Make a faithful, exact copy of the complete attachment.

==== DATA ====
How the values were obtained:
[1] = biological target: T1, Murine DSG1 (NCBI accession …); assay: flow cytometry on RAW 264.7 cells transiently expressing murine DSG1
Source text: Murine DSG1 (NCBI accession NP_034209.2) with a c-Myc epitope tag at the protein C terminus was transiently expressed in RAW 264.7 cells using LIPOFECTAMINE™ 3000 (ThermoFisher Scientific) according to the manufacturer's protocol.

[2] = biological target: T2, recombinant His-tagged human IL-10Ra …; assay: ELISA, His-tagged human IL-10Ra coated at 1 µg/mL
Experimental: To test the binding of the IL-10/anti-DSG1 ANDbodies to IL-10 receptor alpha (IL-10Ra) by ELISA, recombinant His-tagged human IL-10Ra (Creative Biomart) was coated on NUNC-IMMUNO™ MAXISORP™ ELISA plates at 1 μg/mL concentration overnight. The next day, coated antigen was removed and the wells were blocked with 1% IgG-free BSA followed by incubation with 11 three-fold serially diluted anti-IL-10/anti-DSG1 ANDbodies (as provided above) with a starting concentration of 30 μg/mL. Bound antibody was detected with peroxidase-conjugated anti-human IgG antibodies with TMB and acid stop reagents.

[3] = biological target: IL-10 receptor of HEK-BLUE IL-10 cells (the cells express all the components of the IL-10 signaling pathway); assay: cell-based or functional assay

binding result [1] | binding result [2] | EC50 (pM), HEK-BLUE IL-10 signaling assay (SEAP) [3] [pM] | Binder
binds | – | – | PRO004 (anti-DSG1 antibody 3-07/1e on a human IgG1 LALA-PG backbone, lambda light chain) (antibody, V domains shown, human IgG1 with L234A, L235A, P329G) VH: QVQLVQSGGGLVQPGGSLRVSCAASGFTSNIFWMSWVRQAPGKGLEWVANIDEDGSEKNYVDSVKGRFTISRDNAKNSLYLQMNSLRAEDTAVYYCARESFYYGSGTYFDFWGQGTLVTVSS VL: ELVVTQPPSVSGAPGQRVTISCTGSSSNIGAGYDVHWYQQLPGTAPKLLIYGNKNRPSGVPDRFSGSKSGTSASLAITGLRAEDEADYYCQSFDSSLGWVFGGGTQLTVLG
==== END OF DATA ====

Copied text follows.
How the values were obtained:
[1] = biological target: T1, Murine DSG1 (NCBI accession …); assay: flow cytometry on RAW 264.7 cells transiently expressing murine DSG1
Source text: Murine DSG1 (NCBI accession NP_034209.2) with a c-Myc epitope tag at the protein C terminus was transiently expressed in RAW 264.7 cells using LIPOFECTAMINE™ 3000 (ThermoFisher Scientific) according to the manufacturer's protocol.

[2] = biological target: T2, recombinant His-tagged human IL-10Ra …; assay: ELISA, His-tagged human IL-10Ra coated at 1 µg/mL
Experimental: To test the binding of the IL-10/anti-DSG1 ANDbodies to IL-10 receptor alpha (IL-10Ra) by ELISA, recombinant His-tagged human IL-10Ra (Creative Biomart) was coated on NUNC-IMMUNO™ MAXISORP™ ELISA plates at 1 μg/mL concentration overnight. The next day, coated antigen was removed and the wells were blocked with 1% IgG-free BSA followed by incubation with 11 three-fold serially diluted anti-IL-10/anti-DSG1 ANDbodies (as provided above) with a starting concentration of 30 μg/mL. Bound antibody was detected with peroxidase-conjugated anti-human IgG antibodies with TMB and acid stop reagents.

[3] = biological target: IL-10 receptor of HEK-BLUE IL-10 cells (the cells express all the components of the IL-10 signaling pathway); assay: cell-based or functional assay

binding result [1] | binding result [2] | EC50 (pM), HEK-BLUE IL-10 signaling assay (SEAP) [3] [pM] | Binder
binds | – | – | PRO004 (anti-DSG1 antibody 3-07/1e on a human IgG1 LALA-PG backbone, lambda light chain) (antibody, V domains shown, human IgG1 with L234A, L235A, P329G) VH: QVQLVQSGGGLVQPGGSLRVSCAASGFTSNIFWMSWVRQAPGKGLEWVANIDEDGSEKNYVDSVKGRFTISRDNAKNSLYLQMNSLRAEDTAVYYCARESFYYGSGTYFDFWGQGTLVTVSS VL: ELVVTQPPSVSGAPGQRVTISCTGSSSNIGAGYDVHWYQQLPGTAPKLLIYGNKNRPSGVPDRFSGSKSGTSASLAITGLRAEDEADYYCQSFDSSLGWVFGGGTQLTVLG